For many Haitians, the French president's visit reopened old wounds stemming from France's legacy of colonialism on the island. Some residents insist France pay reparations for its past crimes.
French President Francois Hollande was in Haiti Tuesday to pledge economic assistance to the impoverished Caribbean nation, becoming the first of his country's presidents to make a formal state visit to France's former colony.
Abundant natural resources and plantation slavery once made Haiti France's most prized Caribbean possession, before the residents of what was then called St. Domingue gained independence from their French colonizers in an 1804 slave revolt.
For Haiti's government and business community, Hollande's visit is viewed as an opportunity to encourage investment and highlight the islandnation's recovery from a devastating 2010 earthquake
that destroyed much of the capital of Port-au-Prince and surrounding regions.
But for some Haitians, Hollande's visit has reopened old wounds and is an unpleasant reminder of the crippling costs of the country's successful revolt for independence.
'Punished for our independence'
In 1825, encircled by French warships enforcing an international embargo, Haiti agreed to pay France an "independence debt" of 90 million gold coins in order to compensate former colonists for the costs of lost land and slaves. That sum is estimated to be worth $19 billion (17 billion euros) today.
"We Haitians know that a big reason why we are suffering today is because we were forced to pay France for our freedom. If we were not punished for our independence long ago, we would have had a better time," said Port-au-Prince resident Jean-Marc Bouchet to the Associated Press.
Some 200 protesters greeted Hollande upon his arrival at the Champ de Mars plaza to lay wreathes at the statues of heroes of Haiti's revolution.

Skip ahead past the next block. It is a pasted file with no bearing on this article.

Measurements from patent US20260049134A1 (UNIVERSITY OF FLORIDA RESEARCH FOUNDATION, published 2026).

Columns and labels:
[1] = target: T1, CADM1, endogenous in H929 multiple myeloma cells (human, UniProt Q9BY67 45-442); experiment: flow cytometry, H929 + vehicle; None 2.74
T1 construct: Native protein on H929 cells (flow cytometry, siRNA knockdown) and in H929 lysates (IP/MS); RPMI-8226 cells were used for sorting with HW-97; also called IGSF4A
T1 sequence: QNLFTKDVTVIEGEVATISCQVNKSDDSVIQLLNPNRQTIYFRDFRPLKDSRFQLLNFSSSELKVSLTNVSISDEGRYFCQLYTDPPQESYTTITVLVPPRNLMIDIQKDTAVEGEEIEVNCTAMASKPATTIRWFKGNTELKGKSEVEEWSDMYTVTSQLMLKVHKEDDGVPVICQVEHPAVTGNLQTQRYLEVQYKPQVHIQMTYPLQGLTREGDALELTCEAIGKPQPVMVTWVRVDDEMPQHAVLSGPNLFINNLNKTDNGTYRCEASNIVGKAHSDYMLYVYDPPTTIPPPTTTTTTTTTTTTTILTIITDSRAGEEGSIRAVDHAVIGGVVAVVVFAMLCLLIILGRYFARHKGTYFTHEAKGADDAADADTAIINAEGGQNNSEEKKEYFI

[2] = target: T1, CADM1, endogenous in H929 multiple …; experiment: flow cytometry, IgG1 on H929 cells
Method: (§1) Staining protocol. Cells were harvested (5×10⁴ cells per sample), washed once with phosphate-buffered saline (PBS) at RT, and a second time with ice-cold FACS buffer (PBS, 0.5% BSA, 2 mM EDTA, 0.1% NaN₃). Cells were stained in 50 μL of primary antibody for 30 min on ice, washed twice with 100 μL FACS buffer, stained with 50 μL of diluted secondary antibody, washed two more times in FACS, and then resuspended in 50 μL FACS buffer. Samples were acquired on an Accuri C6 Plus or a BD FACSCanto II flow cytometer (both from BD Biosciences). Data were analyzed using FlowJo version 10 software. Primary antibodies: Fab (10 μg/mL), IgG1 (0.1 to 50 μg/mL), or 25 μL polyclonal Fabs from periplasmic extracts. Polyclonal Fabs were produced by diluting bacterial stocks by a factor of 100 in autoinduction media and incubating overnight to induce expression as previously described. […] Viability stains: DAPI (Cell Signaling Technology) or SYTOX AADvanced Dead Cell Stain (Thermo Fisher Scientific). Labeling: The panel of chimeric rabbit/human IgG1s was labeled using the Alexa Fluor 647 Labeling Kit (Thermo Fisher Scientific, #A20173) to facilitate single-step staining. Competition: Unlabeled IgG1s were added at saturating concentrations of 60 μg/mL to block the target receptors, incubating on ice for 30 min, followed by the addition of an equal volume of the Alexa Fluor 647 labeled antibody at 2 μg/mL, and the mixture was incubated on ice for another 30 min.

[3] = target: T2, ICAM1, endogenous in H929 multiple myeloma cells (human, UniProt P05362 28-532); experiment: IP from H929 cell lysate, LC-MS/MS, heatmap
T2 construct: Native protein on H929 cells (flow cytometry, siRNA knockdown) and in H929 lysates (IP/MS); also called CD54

"No negotiation, no compensation can repair the wounds of history that still mark us today," said Haitian President Michel Martelly. "Haiti has not forgotten, but Haiti is not stubborn," he added, attempting to quell the demands of many Haitians that France pay reparations for its brutal colonial legacy on the island.
"There is a moral debt that exists," Hollande said. "We can't change history, but we can change the future," he added.
France has refused to pay reparations, but Hollande said his nation will spend $145 million (130 million euros) over the next five years on development projects in Haiti, including $56 million (50 million euros) for education.
Doubt and cynicism
But for some Haitians, Hollande's pledge of economic assistance fell on deaf ears, with many in the impoverished nation demanding France pay for its past crimes.
"We believe French reparations should go to schools, hospitals, roads," 25-year-old law student Gymps Lucien, who was protesting Hollande's visit, told AP. "Our kids should have a better life."
Other residents were cynical about what President Martelly would do with the promised aid.
"He'll just keep it all for himself, and the poor will get nothing as usual" said protester Philistin Servilus, speaking with AFP. "France should build us houses and invest in factories, to give us jobs."
bw/cmk (AP, AFP, Reuters)